Meanwhile, technologies have changed and advanced. No one talks much about “intelligent highways” anymore, because it is now possible to put the brainpower right into the cars. Instead, technologists are focused on cars that can talk to each other, not to the highway. Importantly, new and better crash avoidance technology using other bands of spectrum has been developed and actually deployed. (You may have seen Volkswagen’s “It brakes when you don't” commercial demonstrating the company’s on board radar.) Depending on who is doing the talking, the automobile industry doesn’t care too much any more about using large portions of its allocation for safety, but is focused upon commercial applications which can generate user fees and advertising revenue. Wi-Fi proponents point out that most of these commercial applications are being delivered today by existing cellular and Wi-Fi networks.
In light of these changes, much of the tech community and public interest advocates want at least some of the thus-far underutilized spectrum to be reallocated for unlicensed use. They point out that unlicensed use is very efficient, since many users can share the same spectrum. Moreover, they say, technology has obviated the need to set aside the entire 75 MHz band exclusively-licensed spectrum for automotive use. They also argue that, at the time the ITS band was created, the focus was on safety and crash avoidance, but these purposes can be accomplished with a smaller part of the band. The real reason the auto companies want to keep the rest of the spectrum allocation is to promote commercial businesses unrelated to safety.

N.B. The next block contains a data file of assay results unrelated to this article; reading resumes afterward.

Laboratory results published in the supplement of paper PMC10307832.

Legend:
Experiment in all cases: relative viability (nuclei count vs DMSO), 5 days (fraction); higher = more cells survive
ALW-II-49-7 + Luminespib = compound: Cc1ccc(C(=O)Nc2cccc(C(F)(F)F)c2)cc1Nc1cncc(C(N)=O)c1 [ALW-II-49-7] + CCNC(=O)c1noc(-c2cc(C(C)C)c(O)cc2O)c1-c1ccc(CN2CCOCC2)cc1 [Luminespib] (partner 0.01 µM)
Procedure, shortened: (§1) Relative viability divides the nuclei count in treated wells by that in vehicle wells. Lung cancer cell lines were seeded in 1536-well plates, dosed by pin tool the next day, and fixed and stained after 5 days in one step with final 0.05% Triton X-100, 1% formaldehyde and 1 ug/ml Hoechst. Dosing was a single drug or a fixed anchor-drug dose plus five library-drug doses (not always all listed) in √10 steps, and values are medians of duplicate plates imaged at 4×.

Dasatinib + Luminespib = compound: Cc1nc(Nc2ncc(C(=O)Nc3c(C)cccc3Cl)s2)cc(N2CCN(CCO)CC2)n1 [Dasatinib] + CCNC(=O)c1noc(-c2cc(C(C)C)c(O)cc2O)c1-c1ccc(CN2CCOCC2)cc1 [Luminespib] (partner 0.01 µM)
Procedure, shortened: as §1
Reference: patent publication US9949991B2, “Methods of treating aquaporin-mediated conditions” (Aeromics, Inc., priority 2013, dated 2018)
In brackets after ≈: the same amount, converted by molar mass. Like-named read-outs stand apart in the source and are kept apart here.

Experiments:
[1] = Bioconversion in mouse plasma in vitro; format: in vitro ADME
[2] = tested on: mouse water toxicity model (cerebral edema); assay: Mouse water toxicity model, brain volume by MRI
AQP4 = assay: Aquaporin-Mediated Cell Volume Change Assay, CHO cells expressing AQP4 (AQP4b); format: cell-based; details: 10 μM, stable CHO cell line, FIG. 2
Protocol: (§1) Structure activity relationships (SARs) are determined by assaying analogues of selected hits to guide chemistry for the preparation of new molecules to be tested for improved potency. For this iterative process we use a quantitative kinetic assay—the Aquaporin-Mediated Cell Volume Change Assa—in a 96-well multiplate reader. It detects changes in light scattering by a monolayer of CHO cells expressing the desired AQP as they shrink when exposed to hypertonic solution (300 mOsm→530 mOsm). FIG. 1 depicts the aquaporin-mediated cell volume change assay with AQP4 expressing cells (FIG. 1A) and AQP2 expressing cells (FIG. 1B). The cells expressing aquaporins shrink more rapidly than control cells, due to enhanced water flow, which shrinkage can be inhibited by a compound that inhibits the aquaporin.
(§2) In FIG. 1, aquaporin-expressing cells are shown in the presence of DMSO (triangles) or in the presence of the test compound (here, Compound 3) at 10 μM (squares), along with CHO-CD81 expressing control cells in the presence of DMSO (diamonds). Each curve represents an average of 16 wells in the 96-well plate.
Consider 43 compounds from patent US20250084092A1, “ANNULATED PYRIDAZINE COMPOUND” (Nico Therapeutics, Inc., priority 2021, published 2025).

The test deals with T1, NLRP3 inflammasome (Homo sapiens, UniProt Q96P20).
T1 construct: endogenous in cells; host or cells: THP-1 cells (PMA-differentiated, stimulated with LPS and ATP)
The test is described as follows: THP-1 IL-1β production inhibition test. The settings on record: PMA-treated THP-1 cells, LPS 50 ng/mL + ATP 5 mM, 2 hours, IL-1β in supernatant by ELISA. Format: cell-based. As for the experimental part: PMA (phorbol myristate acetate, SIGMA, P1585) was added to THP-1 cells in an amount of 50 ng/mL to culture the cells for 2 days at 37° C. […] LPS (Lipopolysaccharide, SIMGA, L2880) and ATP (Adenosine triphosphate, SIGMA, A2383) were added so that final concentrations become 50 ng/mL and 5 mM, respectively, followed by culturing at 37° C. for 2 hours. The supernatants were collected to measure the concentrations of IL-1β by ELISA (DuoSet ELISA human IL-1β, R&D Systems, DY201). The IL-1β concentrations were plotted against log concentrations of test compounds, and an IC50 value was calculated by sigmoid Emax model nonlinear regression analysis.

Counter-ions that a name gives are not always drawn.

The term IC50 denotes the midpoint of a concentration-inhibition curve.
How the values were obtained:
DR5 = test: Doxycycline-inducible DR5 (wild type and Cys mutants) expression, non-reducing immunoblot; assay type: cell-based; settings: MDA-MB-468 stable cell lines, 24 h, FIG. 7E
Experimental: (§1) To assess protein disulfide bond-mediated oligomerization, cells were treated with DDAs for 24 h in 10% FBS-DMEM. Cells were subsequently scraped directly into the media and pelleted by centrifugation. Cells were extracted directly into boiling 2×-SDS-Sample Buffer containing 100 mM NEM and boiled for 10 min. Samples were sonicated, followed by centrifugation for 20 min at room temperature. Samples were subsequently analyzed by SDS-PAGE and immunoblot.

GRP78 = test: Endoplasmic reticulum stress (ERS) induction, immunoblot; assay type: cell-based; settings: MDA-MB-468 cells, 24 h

(There is another dimension to the fight over the ITS spectrum, which is that some public interest groups believe that the technology that the industry has developed poses grave privacy and cybersecurity risks. For more about that, you can read this petition.)
Not surprisingly, the automotive industry disagrees. It says that it has relied upon the FCC’s initial actions to develop important life-saving technology which is on the verge of deployment. It argues that spectrum-sharing will generate harmful interference for these services, so that
it does need the entire 75 MHz block to provide “interference free” service.
Here is where politics come into play. Two parts of the federal government have tended to view these questions differently. Through the National Highway Traffic Safety Administration (“NHTSA”), the Department of Transportation sees its job as promoting auto safety, and has long worked with the industry to achieve that goal. The FCC wants spectrum to be used efficiently and regards broadband deployment, through increased availability of wireless spectrum, as critical to promoting the broad societal goals embodied in the public interest standard of the Communications Act. Not surprisingly, the two agencies have different views on how to proceed.
So, too, do the different Congressional committees that have jurisdiction over NHTSA and the FCC approaching the issue from the perspective of the agency they control. (Here, for example, is a bipartisan letter from Senators Thune (R-SD), Rubio (R-FL) and Booker (D-NJ) pressing for unlicensed use of the 5.9 GHz band.) And, although the FCC is an independent agency that is not directly subject to Presidential control, all sides have prevailed on the White House to intercede.
There is little public indication as to when and how the FCC will proceed on this question. However, it would seem that the FCC’s commitment to broadband deployment and its desire to promote spectrum sharing will make it lean towards doing something to promote those objectives.